Around The World


SALAMA, Guatemala - A Guatemalan court yesterday sentenced three former right-wing paramilitaries to death for the killing of two women in a massacre during the country's 36-year civil war.

But the court acquitted the men in the killing of an additional 267 people, including 142 children in 1982 massacres of Mayan Indians, which drew international condemnation of the country's military.

An initial death sentence after a 1998 trial of the three men - Carlos Chen, Pedro Gonzalez and Fermin Lajuj - was annulled on a technicality by an appellate court.

Yesterday's sentence was for the killing of two women in the Rio Negro village massacre, in which 70 women and 107 children were tortured and killed on March 13, 1982.

The three men were members of the Civilian Self-Defense Patrols, created by the military in the 1980s to help combat leftist rebels.

An estimated 200,000 people, mostly Mayan civilians, were killed or disappeared in the war that ended in 1996 with a United Nations-sponsored peace accord.

Iraq signs deals to purchase Russian oil-field equipment

MOSCOW - Iraq has signed contracts to purchase oil-production equipment worth $57 million from Russian companies, a top Russian official said yesterday.

The deals were signed during a recent visit by a Russian delegation to Baghdad, Fuel and Energy Minister Viktor Kalyuzhny was quoted as saying by the Interfax news agency.

Russia has provided food and equipment for oil production worth hundreds of millions of dollars to Iraq under a food-for-oil program, the only exception to U.N. sanctions imposed after Iraq's 1990 invasion of Kuwait.

Russia has been the leading buyer of Iraqi oil even though it is itself one of the world's largest oil producers. Russia hopes that its efforts will be rewarded when sanctions are lifted against Iraq.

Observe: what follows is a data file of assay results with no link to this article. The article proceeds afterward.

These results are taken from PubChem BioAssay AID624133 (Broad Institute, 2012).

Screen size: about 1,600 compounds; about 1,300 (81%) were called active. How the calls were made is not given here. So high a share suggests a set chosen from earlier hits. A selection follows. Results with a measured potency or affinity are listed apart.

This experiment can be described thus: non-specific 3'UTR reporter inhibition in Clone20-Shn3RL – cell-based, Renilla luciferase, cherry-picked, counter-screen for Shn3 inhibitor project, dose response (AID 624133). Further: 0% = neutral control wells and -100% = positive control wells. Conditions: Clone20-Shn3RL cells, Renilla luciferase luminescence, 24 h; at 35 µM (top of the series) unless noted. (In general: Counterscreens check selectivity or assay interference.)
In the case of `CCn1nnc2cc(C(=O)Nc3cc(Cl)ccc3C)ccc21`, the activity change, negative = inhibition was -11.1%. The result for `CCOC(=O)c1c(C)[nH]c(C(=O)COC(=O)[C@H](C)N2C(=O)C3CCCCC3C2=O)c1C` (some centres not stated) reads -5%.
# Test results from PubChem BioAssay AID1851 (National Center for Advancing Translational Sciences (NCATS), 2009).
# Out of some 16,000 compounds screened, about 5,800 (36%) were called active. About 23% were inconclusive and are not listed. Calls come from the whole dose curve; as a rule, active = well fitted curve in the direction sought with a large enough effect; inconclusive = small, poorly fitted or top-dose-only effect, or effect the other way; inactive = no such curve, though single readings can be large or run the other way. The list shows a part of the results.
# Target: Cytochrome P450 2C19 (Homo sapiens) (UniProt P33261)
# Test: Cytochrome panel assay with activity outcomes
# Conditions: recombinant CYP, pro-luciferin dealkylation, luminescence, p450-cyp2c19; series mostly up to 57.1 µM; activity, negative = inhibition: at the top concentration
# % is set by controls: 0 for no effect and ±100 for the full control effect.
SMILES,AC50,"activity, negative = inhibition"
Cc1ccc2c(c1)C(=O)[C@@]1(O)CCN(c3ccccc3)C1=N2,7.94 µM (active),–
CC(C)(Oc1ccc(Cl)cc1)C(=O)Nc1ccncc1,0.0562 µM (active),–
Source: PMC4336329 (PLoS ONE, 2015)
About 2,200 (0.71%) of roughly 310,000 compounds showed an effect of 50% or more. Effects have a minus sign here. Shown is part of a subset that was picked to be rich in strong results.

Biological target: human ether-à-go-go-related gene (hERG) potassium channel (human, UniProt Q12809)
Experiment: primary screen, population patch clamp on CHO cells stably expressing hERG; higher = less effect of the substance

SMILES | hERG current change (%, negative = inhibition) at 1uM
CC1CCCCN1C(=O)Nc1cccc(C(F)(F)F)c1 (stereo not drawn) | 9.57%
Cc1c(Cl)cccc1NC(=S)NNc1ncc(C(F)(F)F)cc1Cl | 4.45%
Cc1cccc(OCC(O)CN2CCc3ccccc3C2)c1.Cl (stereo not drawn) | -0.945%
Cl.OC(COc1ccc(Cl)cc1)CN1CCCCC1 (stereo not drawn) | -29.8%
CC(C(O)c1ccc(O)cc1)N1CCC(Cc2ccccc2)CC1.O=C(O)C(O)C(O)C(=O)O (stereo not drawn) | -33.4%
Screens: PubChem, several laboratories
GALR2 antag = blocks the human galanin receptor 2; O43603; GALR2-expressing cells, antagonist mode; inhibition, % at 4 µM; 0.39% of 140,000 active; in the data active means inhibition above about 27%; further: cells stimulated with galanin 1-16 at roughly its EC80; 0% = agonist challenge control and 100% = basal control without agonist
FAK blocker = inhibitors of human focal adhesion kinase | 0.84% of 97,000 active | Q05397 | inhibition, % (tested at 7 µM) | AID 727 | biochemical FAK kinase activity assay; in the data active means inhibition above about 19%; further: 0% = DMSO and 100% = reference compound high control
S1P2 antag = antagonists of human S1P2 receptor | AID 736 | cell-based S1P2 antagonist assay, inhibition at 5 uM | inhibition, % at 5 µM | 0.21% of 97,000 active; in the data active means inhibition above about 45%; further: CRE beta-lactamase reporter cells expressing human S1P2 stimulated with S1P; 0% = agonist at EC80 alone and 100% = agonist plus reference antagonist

Iraq owes billions of dollars to Moscow, mostly for weapons purchased in the 1980s, and Russia would like to get at least some of that money through contracts to rebuild Iraq's oil industry.

Russian court revokes license of Moscow Scientology center

MOSCOW - In the latest move against a foreign religious group, a court today revoked the license of the Moscow center of the Church of Scientology because of problems with its registration papers.

Prosecutors said they began investigating the Humanitarian Hubbard Center after receiving dozens of complaints from parents about attempts to influence their children.

The Russian government in 1997 passed a law that gives courts the right to ban religious groups guilty of inciting hatred or intolerant behavior.

The Los Angeles-based Church of Scientology was founded in 1954 by science-fiction writer L. Ron Hubbard and teaches that technology can expand the mind and help solve problems.

Moscow authorities also have moved against the Jehovah's Witnesses during the past year.

Waldheim to foreign critics: Stay out of Austrian politics

VIENNA - Former President Kurt Waldheim, barred from the United States for his activities in World War II, says foreign critics have no right to tell Austrians how to choose their leaders.

Waldheim told the Austria Press Agency that the international uproar over the possibility that the far-right Freedom Party of Joerg Haider might enter the government was "entirely out of place."

The Freedom Party, running on an anti-immigrant platform, received about a quarter of the votes in Sunday's national elections, edging the junior coalition partner Austria Peoples Party for second place following the Social Democrats of Chancellor Viktor Klima.